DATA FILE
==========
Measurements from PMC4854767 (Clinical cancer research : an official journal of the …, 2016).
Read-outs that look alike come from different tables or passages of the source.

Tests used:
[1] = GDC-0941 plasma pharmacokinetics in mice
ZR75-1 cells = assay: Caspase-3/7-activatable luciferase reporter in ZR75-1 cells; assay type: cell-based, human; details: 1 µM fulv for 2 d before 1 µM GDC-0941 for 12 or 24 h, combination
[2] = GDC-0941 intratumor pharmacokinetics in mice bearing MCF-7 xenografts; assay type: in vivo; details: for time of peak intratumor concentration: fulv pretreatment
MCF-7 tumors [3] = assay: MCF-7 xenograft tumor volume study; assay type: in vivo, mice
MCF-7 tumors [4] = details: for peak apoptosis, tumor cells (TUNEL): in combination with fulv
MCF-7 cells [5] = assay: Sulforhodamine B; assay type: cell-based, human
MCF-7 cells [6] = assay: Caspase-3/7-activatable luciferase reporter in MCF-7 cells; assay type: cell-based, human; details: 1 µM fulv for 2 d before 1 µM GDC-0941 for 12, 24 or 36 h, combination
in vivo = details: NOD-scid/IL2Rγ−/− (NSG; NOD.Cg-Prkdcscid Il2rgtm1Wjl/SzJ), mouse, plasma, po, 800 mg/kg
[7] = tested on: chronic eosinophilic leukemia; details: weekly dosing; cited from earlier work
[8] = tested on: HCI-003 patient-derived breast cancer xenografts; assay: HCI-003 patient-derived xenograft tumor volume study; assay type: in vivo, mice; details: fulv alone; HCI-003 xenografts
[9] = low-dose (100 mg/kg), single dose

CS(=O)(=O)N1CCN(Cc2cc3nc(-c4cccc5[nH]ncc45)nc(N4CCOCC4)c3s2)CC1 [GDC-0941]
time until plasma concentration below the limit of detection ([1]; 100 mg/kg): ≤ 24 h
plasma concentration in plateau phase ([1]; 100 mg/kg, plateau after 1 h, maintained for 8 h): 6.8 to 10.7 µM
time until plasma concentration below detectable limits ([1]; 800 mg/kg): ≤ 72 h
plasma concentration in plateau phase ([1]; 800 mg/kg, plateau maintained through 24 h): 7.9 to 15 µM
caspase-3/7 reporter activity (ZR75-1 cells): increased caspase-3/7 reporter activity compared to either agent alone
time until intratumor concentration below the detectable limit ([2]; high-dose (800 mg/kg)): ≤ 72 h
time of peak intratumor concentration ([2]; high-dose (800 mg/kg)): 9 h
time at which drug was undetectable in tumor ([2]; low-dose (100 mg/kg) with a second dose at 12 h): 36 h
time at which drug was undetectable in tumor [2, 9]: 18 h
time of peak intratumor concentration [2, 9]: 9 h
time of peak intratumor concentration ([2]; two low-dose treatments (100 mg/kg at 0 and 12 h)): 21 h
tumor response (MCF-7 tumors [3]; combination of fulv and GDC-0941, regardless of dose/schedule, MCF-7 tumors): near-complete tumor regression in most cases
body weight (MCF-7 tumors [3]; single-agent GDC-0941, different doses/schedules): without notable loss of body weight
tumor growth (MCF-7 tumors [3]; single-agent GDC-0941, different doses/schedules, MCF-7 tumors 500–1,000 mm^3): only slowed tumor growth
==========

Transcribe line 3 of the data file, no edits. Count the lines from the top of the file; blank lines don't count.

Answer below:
Tests used: